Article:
We walked and walked staying downhill and behind him with the wind in our face the entire time. After about 2 ½ hours we spotted a 6x5 satellite bull raking a small pine , he was only about 35 yards away from us and never knew we were their, he was easy to pass up on because we knew he wasn’t the one screaming all morning. We pushed on after the younger bull walked away. Another 45 minutes went by and we had still not really made up any ground on the bull screaming his head off, we occasionally made a cow call, but it seemed like every time we did, he would get another step in front of us. Just as we were thinking that we needed for something to slow him up, we saw a few of the cows he had with him, and then we came up on a fence and at that time, we knew it would slow him up temporarily but we needed to get on the other side without making a ruckus. After crawling underneath the fence we again spotted some of the cows and then a rump that was much taller. I knew then we finally caught up to him. My son and bud stayed back about 50 yards of me. My son was on the video camera and he captured the bull on video as he was strolling through the trees (great video). I was able to get setup in front of the Bull figuring he was going to continue to head the same direction he had been traveling. As I was moving around slowly to get setup I tried to make it to a pine but I got caught in the opening as I saw him step out of some thicker Junipers. So I setup to take a shot but his vitals were perfectly positioned a behind pine tree. I was so caught up in the moment, but had enough common since to wait, he then stepped out and gave a arched neck, nose in the air screaming bugle as I squeezed off one perfectly placed shot. The area was so thick all I could hear was him crashing through trees to the left and then to the right, I then heard a final crash and him gasping for air. Even after hearing him take his final breath I was still in disbelief. We waited what seemed like hours but was probably only 15 minutes. As we waited, we reviewed the video that my son took. I knew he was a good quality bull by the video. I then said a quick prayer before going to look for him. We went to the exact spot of the shot and didn’t see a single spot of blood, I quickly was in disbelief, thinking no way did I miss, as I trusted the hours on end of practicing at the range going through 10 boxes of ammo trying to get the perfect group and shooting the best I have ever shot in my life. But then I knew adrenalin will do some strange things to you. We walked straight in and about 50 yards in front of us, he was down. A good quality opening morning Bull Elk. Emotions came over me rapidly as hugs and celebrations continued along with plenty of pictures. My proudest moments came as we were packing him out and watching my boy carry out a rear quarter over his shoulder .We had filled a tag and couldn’t have been happier that all the scouting had paid off as I believed that one of the pictures that my trail camera took was one of this awesome bull.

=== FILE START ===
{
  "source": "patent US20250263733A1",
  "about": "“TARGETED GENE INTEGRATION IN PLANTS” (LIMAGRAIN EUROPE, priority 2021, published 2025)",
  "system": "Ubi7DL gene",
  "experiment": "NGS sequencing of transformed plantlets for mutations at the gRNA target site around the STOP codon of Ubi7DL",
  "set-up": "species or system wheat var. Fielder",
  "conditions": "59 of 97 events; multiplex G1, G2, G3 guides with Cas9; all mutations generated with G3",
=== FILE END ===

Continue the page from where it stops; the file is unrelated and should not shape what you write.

A lot of friends commented on that was quick or easy or they couldn’t believe I didn’t hold off for something even bigger. I know there were bigger bulls to be had, but I have a completely different take on hunting especially now. For me it was all about the time with friends and family. The entire summer getting to know the area, while forcing everyone to go camping in the unit, and having them go to the range with me every other weekend. We even spent sometime fishing areas we hadn’t fished before. Every day when I look at this bull’s dark, perfectly symmetrical rack with ivory colored tips I think of the memories from last summer. It wasn’t a quick hunt at all, as it actually lasted 185 days 3 hours and 14 minutes.